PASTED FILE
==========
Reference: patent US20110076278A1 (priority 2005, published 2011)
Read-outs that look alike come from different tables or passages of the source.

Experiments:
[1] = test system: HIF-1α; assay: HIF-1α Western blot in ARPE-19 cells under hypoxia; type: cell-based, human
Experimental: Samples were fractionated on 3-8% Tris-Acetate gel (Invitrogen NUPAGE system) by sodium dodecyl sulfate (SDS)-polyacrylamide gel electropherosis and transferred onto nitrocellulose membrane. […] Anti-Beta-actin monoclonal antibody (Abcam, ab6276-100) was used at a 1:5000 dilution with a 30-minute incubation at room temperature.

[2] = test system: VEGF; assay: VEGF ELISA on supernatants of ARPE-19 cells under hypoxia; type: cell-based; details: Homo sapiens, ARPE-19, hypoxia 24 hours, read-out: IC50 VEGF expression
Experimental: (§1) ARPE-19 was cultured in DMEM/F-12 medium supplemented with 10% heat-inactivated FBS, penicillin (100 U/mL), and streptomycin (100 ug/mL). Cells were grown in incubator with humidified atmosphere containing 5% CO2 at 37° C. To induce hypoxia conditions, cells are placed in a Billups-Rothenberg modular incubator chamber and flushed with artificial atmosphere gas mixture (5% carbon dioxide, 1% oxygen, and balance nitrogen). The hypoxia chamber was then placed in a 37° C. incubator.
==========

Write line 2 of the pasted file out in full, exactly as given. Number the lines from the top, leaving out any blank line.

Read-outs that look alike come from different tables or passages of the source.